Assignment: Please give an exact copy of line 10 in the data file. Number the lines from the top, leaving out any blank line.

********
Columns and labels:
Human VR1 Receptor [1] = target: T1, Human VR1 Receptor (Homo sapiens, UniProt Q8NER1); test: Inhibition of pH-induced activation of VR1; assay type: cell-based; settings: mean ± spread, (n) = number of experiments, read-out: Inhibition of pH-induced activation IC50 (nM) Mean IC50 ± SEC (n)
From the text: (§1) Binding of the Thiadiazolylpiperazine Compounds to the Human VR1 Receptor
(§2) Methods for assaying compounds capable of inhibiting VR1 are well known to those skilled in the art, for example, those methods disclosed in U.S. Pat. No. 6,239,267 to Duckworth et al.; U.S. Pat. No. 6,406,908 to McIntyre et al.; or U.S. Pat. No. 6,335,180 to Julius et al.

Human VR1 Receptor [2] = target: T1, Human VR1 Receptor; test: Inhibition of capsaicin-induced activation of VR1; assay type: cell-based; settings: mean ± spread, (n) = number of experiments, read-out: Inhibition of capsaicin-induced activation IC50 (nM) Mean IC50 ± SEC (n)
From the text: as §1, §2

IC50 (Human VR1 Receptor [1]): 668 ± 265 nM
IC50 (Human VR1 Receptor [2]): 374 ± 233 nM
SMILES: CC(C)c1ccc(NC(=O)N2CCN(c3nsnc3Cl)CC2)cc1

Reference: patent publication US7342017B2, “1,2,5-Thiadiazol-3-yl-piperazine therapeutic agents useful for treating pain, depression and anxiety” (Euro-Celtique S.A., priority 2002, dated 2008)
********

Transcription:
Reference: patent publication US7342017B2, “1,2,5-Thiadiazol-3-yl-piperazine therapeutic agents useful for treating pain, depression and anxiety” (Euro-Celtique S.A., priority 2002, dated 2008)